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Haskell v Haskell: Wife’s award based upon resources husband likely to have in foreseeable future

Divorce|February 27th 2020

Haskell v Haskell: There is a phenomenon in financial remedy cases that I’m sure will be all too familiar to experienced family lawyers. It is the incredible coincidence of a party, usually, the husband, who was previously living in clover but who suddenly falls upon hard times, precisely when the marriage fails and the wife makes a financial remedy claim.

Temporary change of circumstances

Of course, sometimes the husband’s change of circumstances is real. And sometimes it is just temporary. In the recent case Haskell v Haskell, Mr Justice Mostyn took the latter view.

The case, though, is also a rather unpleasant example of a husband, who clearly had access to considerable sums of money, exerting what Mr Justice Mostyn described as “insidious coercive control” over the wife and the children, on the basis that they would only get any of that money it they bent to his will.

The facts of the Haskell v Haskell case were as follows.

  1. The husband is aged 53. He was born in the USA but now lives in Moscow. His father is “exceptionally wealthy”, and had established a trust for the benefit of his grandchildren.
  2. The wife is aged 39. She was born in Belarus and remains a citizen of that country.
  3. The husband and wife met in 2003 in Moscow and were married there in 2008.
  4. There are three children of the marriage: ‘A’, who was born in 2009, ‘B’, who was born in 2012, and ‘C’, who was born in London in 2014, the parties having moved there in 2013. Sadly, C is profoundly impaired: immobile, blind and speechless. She lives in Belarus under the primary care of the wife’s mother, supported by 24-hour professional care.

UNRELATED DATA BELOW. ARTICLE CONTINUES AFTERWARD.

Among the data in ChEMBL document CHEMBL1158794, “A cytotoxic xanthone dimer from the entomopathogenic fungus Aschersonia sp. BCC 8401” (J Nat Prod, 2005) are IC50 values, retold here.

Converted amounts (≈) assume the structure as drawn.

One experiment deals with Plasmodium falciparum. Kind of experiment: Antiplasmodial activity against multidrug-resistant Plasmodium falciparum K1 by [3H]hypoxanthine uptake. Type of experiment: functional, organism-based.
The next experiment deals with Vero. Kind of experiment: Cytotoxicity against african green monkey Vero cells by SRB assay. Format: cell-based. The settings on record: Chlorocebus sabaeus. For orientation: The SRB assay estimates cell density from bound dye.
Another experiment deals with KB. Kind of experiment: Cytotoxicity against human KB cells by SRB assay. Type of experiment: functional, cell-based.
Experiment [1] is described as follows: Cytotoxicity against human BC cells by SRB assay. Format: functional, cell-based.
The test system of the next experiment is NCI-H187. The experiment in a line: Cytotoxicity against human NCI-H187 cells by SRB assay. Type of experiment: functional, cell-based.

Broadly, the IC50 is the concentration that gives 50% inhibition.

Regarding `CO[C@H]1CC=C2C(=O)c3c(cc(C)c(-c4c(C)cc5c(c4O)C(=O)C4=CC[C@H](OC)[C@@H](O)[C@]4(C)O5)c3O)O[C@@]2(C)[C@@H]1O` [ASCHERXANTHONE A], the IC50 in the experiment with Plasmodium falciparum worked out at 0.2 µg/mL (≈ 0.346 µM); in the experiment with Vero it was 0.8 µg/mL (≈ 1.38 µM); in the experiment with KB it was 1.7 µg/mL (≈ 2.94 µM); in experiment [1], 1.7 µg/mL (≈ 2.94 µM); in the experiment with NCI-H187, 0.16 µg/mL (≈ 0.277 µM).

5. The marriage broke down and in November 2016 the wife issued divorce and financial remedy proceedings. However, the proceedings were put on hold, as the parties explored the possibility of a reconciliation. The husband continued to generously support the wife and the children while living a high lifestyle himself.

Everything changed

  1. Mr Justice Mostyn takes up the story:

“In January 2019 the husband reached the conclusion that a reconciliation was not going to work and announced that the parties would proceed to a divorce. At that point everything changed. His attitude to the wife became unremittingly punitive. He denounced her as a gold-digger and began a process of financial attrition which has led to the present dire situation where the wife and children are shortly to be evicted from their home in Central London and made homeless.”

The husband terminated the tenancy over the family home in Central London and claimed that he could not continue to support the wife and children at the same level. He even suggested that the apartment in which B was living in Belarus would have to be sold.

As Mr Justice Mostyn commented:

“The clear picture that emerges is one of insidious coercive control. The wife and children will only get money and be supported by the husband, provided that they bend to his will.”

  1. In March 2019 the court ordered the husband to pay interim maintenance in the total sum of about £45,700 per month. The husband flatly refused to pay that sum, and unilaterally decided to pay what he felt was reasonable.
  2. Meanwhile, the wife produced evidence which made it clear that the husband continued to live the ‘high lifestyle’.
  3. The final hearing of the wife’s financial remedy application went before Mr Justice Mostyn at the end of January.

Mr Justice Mostyn accepted the husband’s case that he was “presently forging a change of direction in his business activities”, and that this, therefore, affected his present ability to pay any award. However, he found that the husband did have substantial assets, and was satisfied that the husband’s fortunes would revive in about two years.

Accordingly, he made a substantial award in favour of the wife but gave the husband until 2022 to pay most of it, amounting then to around £5 million

You can find the full judgment on Haskell v Haskell here.

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If you would like any advice on a family law issue, you can find further articles here or please do contact our Client Care Team to speak to one of our specialist family lawyers here. 

John Bolch often wonders how he ever became a family lawyer. He no longer practises, but has instead earned a reputation as one of the UK's best-known family law bloggers.

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